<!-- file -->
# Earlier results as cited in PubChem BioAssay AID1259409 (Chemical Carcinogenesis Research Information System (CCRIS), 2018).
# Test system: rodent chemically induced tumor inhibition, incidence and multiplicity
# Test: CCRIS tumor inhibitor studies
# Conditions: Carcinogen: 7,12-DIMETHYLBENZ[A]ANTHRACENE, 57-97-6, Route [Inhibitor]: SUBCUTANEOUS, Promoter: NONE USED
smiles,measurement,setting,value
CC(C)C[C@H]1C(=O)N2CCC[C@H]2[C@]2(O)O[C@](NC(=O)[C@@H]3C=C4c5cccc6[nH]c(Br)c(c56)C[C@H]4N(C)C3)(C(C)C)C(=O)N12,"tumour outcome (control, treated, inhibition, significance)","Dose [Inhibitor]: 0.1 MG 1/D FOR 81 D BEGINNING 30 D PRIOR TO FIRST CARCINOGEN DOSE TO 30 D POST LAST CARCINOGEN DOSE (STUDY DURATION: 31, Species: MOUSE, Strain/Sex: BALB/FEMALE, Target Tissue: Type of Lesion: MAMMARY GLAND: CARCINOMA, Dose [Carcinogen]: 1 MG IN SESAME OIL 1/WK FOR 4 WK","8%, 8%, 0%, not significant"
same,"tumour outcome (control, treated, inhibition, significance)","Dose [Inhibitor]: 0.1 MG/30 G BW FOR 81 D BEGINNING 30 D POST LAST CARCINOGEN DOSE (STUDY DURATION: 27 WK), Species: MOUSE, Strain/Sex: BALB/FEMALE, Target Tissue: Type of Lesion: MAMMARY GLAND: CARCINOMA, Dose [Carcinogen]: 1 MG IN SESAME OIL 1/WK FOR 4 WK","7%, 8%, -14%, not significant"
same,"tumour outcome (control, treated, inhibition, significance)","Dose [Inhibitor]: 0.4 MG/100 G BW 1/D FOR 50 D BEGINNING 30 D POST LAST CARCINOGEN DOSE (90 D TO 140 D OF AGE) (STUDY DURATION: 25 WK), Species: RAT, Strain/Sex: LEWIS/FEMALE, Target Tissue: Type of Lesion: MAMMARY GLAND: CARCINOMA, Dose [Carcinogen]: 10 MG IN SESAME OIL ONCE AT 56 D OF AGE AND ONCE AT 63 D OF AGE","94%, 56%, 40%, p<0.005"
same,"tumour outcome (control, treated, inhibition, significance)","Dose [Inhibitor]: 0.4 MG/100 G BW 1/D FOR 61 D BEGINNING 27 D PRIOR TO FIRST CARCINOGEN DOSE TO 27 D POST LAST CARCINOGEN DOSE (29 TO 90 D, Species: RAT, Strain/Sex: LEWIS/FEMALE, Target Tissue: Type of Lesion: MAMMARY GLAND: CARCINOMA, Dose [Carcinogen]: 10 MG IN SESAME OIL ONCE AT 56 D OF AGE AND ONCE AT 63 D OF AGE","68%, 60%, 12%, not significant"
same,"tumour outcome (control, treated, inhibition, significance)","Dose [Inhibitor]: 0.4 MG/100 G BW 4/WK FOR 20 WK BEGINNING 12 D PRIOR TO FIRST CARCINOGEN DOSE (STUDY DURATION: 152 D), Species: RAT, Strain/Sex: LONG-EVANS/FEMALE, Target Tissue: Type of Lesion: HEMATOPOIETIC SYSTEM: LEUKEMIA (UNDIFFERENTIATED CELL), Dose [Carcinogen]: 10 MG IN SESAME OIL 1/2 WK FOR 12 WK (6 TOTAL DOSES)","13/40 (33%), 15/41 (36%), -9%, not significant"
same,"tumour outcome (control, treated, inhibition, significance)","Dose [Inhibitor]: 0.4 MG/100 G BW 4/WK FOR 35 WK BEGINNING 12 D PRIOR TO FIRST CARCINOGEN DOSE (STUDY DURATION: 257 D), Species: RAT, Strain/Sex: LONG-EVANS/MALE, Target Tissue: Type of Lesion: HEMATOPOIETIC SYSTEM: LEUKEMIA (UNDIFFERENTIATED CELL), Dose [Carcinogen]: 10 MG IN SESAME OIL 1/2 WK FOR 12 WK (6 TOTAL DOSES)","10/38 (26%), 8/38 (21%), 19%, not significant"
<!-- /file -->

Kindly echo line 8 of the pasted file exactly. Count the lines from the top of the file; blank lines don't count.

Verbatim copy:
same,"tumour outcome (control, treated, inhibition, significance)","Dose [Inhibitor]: 0.4 MG/100 G BW 1/D FOR 50 D BEGINNING 30 D POST LAST CARCINOGEN DOSE (90 D TO 140 D OF AGE) (STUDY DURATION: 25 WK), Species: RAT, Strain/Sex: LEWIS/FEMALE, Target Tissue: Type of Lesion: MAMMARY GLAND: CARCINOMA, Dose [Carcinogen]: 10 MG IN SESAME OIL ONCE AT 56 D OF AGE AND ONCE AT 63 D OF AGE","94%, 56%, 40%, p<0.005"